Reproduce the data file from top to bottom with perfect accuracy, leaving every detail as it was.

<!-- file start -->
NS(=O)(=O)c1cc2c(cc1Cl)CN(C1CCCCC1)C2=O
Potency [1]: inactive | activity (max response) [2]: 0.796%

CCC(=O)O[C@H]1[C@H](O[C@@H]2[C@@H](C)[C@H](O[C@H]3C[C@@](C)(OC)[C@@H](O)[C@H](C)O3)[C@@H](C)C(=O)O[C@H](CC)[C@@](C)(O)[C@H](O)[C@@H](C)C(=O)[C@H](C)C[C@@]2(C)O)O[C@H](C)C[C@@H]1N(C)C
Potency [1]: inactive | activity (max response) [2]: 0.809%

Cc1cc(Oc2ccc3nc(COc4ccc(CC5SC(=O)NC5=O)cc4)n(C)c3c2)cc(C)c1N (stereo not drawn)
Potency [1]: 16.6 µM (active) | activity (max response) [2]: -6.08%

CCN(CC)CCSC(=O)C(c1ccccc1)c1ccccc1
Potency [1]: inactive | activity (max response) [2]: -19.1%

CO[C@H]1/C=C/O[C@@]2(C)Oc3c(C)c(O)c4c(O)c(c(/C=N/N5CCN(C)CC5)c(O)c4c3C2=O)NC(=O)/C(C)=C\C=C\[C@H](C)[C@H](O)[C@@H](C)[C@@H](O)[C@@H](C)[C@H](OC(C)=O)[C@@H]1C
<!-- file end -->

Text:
NS(=O)(=O)c1cc2c(cc1Cl)CN(C1CCCCC1)C2=O
Potency [1]: inactive | activity (max response) [2]: 0.796%

CCC(=O)O[C@H]1[C@H](O[C@@H]2[C@@H](C)[C@H](O[C@H]3C[C@@](C)(OC)[C@@H](O)[C@H](C)O3)[C@@H](C)C(=O)O[C@H](CC)[C@@](C)(O)[C@H](O)[C@@H](C)C(=O)[C@H](C)C[C@@]2(C)O)O[C@H](C)C[C@@H]1N(C)C
Potency [1]: inactive | activity (max response) [2]: 0.809%

Cc1cc(Oc2ccc3nc(COc4ccc(CC5SC(=O)NC5=O)cc4)n(C)c3c2)cc(C)c1N (stereo not drawn)
Potency [1]: 16.6 µM (active) | activity (max response) [2]: -6.08%

CCN(CC)CCSC(=O)C(c1ccccc1)c1ccccc1
Potency [1]: inactive | activity (max response) [2]: -19.1%

CO[C@H]1/C=C/O[C@@]2(C)Oc3c(C)c(O)c4c(O)c(c(/C=N/N5CCN(C)CC5)c(O)c4c3C2=O)NC(=O)/C(C)=C\C=C\[C@H](C)[C@H](O)[C@@H](C)[C@@H](O)[C@@H](C)[C@H](OC(C)=O)[C@@H]1C